It was a very active week in the primary and secondary mortgage markets as all sectors responded favorably to the equity rebound on favorable earnings announcements last Thursday, and giving just minor notice to the flare-up in tensions in the Middle East.
Pass-throughs saw active flows with better buying late last week, following the recent cheapening. Interest was focused on down-in-coupon moves due to the lower rates.
Near close last Thursday, 30s were outperforming by 3.5 ticks with 15s better at +5.1 ticks as the five-year part of the curve turned lower on some curve inversion.
Ginnie Maes slightly outperformed conventionals, benefiting from recent support of high quality assets from Pimco's Bill Gross.
In fact, many market players found it strange that Ginnie Maes did so well versus Fannie Maes, considering that the news regarding the "truce" between Rep. Baker and the government-sponsored enterprises would be expected to cause Fannies to outperform; instead, just the opposite happened.
"Ginnie 6.5s and 7s outperformed, which is kind of peculiar," said Art Frank, the head of MBS research at Nomura Securities. "I'm mystified. Why did somebody pick today to buy a large volume of Ginnies?"
On the news of the GSEs somewhat giving in to Baker last week, the agency market had a great day. Ten-year benchmarks were in seven basis points, from 105 over to 98 over.
Swaps were in approximately five to six basis points, so agencies tightened a couple compared to swaps. But Ginnie Mae bonds outperformed for the November settlement: Ginnie 7s were up 10.5 ticks, and Fannie 7s up 8.5 ticks, so the Ginnie/Fannie swap in 7s went from 20 ticks to 22 ticks.
"This is strange, since Ginnie credit stayed the same but the Fannie market ostensibly got better," said another MBS market observer.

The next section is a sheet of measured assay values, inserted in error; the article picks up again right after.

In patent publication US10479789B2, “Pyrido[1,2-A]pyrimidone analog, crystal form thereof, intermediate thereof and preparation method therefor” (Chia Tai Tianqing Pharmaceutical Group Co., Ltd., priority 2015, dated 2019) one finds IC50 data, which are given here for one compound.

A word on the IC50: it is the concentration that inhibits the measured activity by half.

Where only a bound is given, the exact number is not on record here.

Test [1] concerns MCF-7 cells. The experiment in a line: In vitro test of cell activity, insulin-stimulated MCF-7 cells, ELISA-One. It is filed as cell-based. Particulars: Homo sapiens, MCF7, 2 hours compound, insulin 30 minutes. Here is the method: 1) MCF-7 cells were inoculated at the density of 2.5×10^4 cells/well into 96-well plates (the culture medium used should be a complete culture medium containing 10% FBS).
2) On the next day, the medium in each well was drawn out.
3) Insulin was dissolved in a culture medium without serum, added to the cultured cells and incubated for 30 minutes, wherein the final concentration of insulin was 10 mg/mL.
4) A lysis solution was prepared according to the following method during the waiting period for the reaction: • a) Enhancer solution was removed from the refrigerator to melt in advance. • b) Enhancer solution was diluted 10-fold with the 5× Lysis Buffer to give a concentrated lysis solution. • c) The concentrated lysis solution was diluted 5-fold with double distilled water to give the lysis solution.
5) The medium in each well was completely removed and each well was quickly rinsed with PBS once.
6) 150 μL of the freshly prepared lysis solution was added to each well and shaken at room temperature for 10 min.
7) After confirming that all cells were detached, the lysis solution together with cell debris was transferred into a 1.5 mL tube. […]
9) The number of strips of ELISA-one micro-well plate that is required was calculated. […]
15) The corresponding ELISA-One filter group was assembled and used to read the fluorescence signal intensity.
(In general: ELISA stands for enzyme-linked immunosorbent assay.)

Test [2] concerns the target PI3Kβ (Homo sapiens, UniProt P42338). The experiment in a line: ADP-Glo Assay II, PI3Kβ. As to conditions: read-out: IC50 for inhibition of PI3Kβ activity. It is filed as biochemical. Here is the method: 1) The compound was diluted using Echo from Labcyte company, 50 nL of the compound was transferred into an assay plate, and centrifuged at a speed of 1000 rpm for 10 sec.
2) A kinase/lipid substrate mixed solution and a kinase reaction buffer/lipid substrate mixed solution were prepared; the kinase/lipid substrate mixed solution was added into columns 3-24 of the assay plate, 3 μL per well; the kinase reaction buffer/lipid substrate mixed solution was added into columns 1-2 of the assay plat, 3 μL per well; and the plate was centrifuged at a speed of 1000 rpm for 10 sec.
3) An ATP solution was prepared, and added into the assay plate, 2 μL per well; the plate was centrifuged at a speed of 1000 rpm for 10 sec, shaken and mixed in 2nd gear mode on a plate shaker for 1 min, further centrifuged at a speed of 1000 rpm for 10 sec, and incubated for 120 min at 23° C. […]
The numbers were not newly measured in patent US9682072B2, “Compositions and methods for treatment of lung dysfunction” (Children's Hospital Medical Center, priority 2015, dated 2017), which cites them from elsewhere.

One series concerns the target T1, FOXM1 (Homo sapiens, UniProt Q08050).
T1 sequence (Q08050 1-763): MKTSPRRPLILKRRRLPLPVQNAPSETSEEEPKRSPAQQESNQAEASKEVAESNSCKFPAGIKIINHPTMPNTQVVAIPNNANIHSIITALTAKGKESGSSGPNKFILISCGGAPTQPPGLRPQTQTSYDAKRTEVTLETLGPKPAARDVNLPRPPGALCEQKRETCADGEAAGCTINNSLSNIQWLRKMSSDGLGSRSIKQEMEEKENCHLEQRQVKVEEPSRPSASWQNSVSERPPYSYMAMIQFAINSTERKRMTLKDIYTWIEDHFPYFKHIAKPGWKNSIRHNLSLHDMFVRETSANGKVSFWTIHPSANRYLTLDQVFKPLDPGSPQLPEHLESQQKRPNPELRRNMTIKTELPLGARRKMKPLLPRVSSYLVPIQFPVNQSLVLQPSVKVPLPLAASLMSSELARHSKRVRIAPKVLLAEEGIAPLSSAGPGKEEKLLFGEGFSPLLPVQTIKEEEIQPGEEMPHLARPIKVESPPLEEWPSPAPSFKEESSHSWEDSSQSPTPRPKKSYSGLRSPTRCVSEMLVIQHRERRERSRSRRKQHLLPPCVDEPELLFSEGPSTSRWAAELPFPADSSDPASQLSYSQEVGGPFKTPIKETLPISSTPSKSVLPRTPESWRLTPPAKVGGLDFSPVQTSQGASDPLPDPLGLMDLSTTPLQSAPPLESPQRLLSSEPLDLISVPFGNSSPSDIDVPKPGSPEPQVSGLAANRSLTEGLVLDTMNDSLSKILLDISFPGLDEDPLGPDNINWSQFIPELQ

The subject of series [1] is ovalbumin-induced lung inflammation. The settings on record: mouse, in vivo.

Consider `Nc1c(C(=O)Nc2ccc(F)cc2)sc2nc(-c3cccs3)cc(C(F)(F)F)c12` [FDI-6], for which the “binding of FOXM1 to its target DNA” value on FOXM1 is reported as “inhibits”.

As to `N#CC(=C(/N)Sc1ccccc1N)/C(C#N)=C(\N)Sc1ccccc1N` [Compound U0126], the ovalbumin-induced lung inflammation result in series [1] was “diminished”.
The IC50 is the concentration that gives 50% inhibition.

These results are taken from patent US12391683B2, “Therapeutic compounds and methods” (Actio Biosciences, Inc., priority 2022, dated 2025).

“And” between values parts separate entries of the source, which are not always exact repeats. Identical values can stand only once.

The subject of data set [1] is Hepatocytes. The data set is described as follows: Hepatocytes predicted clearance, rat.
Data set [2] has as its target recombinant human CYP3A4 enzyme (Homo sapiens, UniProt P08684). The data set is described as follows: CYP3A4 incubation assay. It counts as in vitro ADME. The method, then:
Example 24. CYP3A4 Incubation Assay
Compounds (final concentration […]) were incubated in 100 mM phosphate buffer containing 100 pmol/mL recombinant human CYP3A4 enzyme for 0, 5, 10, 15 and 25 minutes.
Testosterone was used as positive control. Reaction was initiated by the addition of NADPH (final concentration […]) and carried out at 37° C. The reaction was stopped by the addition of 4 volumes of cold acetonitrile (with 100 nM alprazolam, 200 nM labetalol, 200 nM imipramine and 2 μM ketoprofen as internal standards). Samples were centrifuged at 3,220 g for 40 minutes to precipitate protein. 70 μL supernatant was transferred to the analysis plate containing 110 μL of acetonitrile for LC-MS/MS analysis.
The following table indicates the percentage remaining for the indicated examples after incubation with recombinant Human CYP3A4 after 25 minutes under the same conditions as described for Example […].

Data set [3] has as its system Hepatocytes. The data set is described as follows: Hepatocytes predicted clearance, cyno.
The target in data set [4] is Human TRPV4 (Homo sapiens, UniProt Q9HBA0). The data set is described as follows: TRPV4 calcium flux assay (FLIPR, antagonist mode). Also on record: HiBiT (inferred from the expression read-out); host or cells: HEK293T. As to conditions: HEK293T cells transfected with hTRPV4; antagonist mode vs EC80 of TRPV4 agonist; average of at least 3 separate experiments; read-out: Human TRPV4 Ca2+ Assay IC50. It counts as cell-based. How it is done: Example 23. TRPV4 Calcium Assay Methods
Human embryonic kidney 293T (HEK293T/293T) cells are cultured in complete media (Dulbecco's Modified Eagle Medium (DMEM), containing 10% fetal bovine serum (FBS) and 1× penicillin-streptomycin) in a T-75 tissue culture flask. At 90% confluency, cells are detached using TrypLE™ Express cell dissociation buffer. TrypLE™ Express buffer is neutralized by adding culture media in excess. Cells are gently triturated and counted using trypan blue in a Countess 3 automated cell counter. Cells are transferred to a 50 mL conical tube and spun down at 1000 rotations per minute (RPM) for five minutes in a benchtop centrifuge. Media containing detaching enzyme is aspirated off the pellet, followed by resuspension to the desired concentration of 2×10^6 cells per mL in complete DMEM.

Apparently, there was a good-size buyer of Ginnies in the market, sources said. It was not clear who the buyer was, since sources saw the buying from dealer-to-dealer activity seen on their screens.
"I think that the Ginnie Mae phenomenon is largely due to a separate issue, unrelated to the Baker/GSE events of this past week," said another MBS researcher. "Ginnies usually appeal to foreign investors, so I think that may have something to do with it. With the Treasury buyback still going on, Ginnie Maes have become somewhat of a surrogate, and that trend continues to bolster the Ginnie market."
Also last week, Freddie Mac priced its $7 billion reference notes and bonds. The reopened 5s priced at +80 and the new 30s at +100. Pricing benefited from the announcement last Thursday of new initiatives that the GSEs will implement programs to increase their financial transparency.
In commercial mortgage-backed securities, the sector saw the pricing of the $765 million Morgan Stanley Dean Witter Life issue (see p. 8). Also, a new issue started marketing: a $500 million Hilton private placement issue, and still waiting to price is the $889 million Bank of America deal. Both are expected to price this week.